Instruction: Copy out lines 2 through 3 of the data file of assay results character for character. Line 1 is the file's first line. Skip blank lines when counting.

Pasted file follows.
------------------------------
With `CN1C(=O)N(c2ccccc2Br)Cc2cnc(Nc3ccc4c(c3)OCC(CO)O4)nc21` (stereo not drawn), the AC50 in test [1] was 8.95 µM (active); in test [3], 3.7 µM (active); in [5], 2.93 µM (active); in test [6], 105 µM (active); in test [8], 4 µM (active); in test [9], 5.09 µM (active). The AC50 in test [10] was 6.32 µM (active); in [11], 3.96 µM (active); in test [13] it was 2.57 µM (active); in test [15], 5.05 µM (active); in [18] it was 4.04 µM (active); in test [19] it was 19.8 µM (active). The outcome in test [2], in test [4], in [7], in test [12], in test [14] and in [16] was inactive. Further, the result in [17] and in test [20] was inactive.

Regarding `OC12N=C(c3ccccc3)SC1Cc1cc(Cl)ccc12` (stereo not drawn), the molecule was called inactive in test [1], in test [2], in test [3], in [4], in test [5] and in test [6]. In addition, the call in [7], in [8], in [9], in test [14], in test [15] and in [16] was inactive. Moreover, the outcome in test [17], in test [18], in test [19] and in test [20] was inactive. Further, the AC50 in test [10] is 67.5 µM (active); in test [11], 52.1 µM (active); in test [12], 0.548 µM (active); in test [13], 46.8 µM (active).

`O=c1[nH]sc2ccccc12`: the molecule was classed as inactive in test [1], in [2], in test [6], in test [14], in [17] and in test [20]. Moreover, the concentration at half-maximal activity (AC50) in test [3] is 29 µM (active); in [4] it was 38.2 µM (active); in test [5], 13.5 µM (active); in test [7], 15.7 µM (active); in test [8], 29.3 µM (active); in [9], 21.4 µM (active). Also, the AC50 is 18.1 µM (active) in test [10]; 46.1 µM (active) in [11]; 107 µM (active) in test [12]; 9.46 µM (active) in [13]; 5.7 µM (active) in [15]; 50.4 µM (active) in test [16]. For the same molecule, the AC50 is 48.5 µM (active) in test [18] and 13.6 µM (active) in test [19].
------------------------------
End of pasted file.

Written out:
Regarding `OC12N=C(c3ccccc3)SC1Cc1cc(Cl)ccc12` (stereo not drawn), the molecule was called inactive in test [1], in test [2], in test [3], in [4], in test [5] and in test [6]. In addition, the call in [7], in [8], in [9], in test [14], in test [15] and in [16] was inactive. Moreover, the outcome in test [17], in test [18], in test [19] and in test [20] was inactive. Further, the AC50 in test [10] is 67.5 µM (active); in test [11], 52.1 µM (active); in test [12], 0.548 µM (active); in test [13], 46.8 µM (active).

`O=c1[nH]sc2ccccc12`: the molecule was classed as inactive in test [1], in [2], in test [6], in test [14], in [17] and in test [20]. Moreover, the concentration at half-maximal activity (AC50) in test [3] is 29 µM (active); in [4] it was 38.2 µM (active); in test [5], 13.5 µM (active); in test [7], 15.7 µM (active); in test [8], 29.3 µM (active); in [9], 21.4 µM (active). Also, the AC50 is 18.1 µM (active) in test [10]; 46.1 µM (active) in [11]; 107 µM (active) in test [12]; 9.46 µM (active) in [13]; 5.7 µM (active) in [15]; 50.4 µM (active) in test [16]. For the same molecule, the AC50 is 48.5 µM (active) in test [18] and 13.6 µM (active) in test [19].